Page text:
Mysterious Magnificent Masterpiece of Karnataka- Vijaya Vitthala Temple, Hampi
by Sumiran Takhtani
India a country with a history of thousand years, a country rich in cultures and heritage. Several rulers ruled over it from time to time, creating kingdoms to leave behind a legacy that eventually gave us the roadmap to ancient civilization. Many magnificent structures, majestic forts, temples and palaces that we are able to stop at our very first sight are eventually a gift because of the rich history that we Indian have. While all such structures amaze us with their architecture and vast complex, some also amaze us with their mysterious nature. Vitthal Temple is the most extraordinary architectural showpiece of Hampi, an ancient village in the south Indian state of Karnataka. Vitthal Temple is one of the most magnificent and grand temples of Hampi. No words can describe this spectacle. The temple is built as an enormous complex with compound wall and gateway towers. Several halls, pavilions and temples are located inside this complex.
Keywords: History, architectural style, temple complex, mystery
There are places in Republic of India that defy all scientific laws and exist solely thanks to some divine mystery or one thing. While some believe that these are just myths, others think so. On those lines, we have more on the musical pillars of the Vitthal temple as the centre of attraction of Hampi. Hampi is one of the UNESCO World Heritage Site located near Hospet town in the Karnataka state of India. The Vitthal temple has some prime stone structures, like a stone chariot and musical pillars. Both these structures speak a ton about the unmatched craftsmanship of that period. This temple of Hampi attracts people from all over the world, yet is mostly in a dilapidated condition.
1. ARCHITECTURAL STYLE AND CRAFTSMANSHIP
The first issue that amazes us is that the craft of the artisans of the Vijayanagara Empire. Dravidian vogue adorns the development of the complex, that is additionally increased with elaborate carvings.
The temple was originally built in the 15th century AD during the rule of Devaraya II. Vijayanagara Empire had several rulers, Devaraya was one of them. The temple is dedicated to Vitthal and is also known as Vijaya Vitthal Temple; Vitthal is also said to be an incarnation of Lord Vishnu. According to legends, the temple was built for Lord Vishnu in his Vitthal form, this aspect of Vishnu was worshiped by cattle herders in this part of the country as their cult deity. When he found that the temple was too magnificent in nature, his modest nature made him return to live in his simple home at Pandharpur. Several subsequent kings have extended the temple complex to its present form during their rule. The remains of a settlement called Vittalapur are present around this temple complex.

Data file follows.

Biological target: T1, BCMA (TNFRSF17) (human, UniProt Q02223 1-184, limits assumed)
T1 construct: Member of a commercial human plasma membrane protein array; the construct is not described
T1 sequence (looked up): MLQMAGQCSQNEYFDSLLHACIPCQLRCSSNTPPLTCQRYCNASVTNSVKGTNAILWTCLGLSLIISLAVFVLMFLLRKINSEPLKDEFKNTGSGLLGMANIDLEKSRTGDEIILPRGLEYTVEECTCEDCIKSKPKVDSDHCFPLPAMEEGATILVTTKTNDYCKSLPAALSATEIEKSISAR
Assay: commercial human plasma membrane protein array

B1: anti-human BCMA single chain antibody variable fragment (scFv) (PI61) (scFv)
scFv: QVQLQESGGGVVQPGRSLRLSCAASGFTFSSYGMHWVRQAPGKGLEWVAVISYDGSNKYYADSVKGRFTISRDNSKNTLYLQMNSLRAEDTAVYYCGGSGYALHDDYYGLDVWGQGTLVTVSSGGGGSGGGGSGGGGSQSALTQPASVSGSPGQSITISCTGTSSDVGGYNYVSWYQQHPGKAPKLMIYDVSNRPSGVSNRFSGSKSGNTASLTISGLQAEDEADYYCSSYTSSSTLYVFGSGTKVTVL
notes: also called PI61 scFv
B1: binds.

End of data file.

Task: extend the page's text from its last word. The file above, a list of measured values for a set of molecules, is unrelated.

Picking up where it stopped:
3. TEMPLE COMPLEX
Among the many structures, the main hall or Maha Mandap, Devi Tirtha, Kalyana Mandap, Ranga Mandap, Utsav Mandap and the very famous stone chariot are notable.
We generally reach the premises through the eastern entrance. Upon entering from this massive tower, the first thing that catches our attention will be a series of compact platforms along the central axis of the complex.
The impressive pillared hall and stone chariot are the main attraction of the Vitthal Temple. The stone chariot located inside the complex is an almost iconic structure of Hampi.
It may appear and is sometimes referred to as a monolithic structure. This stone temple was built with large number of gaint granite blocks. The additions to the carvings and other decorative features that adorn the stone chariot are cleverly hidden.
The chariot is built on a rectangular platform a foot or so high. This base platform has carvings of great battle scenes around it. Though the chariot does not rest on it, the four massive wheels fitted with axle shafts and brakes mimic real life.
A series of homocentric floral motifs enhance the wheels this appears from the mark on the platform, where the wheels rest, the wheels were free to rotate around the axle. We can still see the pentimento on the carvings of the chariot. Perhaps because it was relatively protected from the elements of natural wear, the chariot's chassis that is the metal frame of a vehicle onto which the other parts fit is one of the best-preserved specimens of such paintings. It is said that the sculptures of the Vitthal temple were once aesthetically painted in a similar trend using minerals.